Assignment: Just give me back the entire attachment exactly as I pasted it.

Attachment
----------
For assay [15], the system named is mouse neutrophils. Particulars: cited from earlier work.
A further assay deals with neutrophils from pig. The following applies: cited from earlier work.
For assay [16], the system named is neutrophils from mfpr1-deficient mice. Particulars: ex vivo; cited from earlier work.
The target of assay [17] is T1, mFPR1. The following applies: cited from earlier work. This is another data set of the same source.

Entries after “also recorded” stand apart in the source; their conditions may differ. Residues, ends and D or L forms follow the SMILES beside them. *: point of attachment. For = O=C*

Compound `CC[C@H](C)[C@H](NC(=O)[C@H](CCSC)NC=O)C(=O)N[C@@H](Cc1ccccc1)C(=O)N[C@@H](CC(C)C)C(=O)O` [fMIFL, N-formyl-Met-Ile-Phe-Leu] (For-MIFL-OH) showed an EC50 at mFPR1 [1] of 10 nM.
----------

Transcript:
For assay [15], the system named is mouse neutrophils. Particulars: cited from earlier work.
A further assay deals with neutrophils from pig. The following applies: cited from earlier work.
For assay [16], the system named is neutrophils from mfpr1-deficient mice. Particulars: ex vivo; cited from earlier work.
The target of assay [17] is T1, mFPR1. The following applies: cited from earlier work. This is another data set of the same source.

Entries after “also recorded” stand apart in the source; their conditions may differ. Residues, ends and D or L forms follow the SMILES beside them. *: point of attachment. For = O=C*

Compound `CC[C@H](C)[C@H](NC(=O)[C@H](CCSC)NC=O)C(=O)N[C@@H](Cc1ccccc1)C(=O)N[C@@H](CC(C)C)C(=O)O` [fMIFL, N-formyl-Met-Ile-Phe-Leu] (For-MIFL-OH) showed an EC50 at mFPR1 [1] of 10 nM.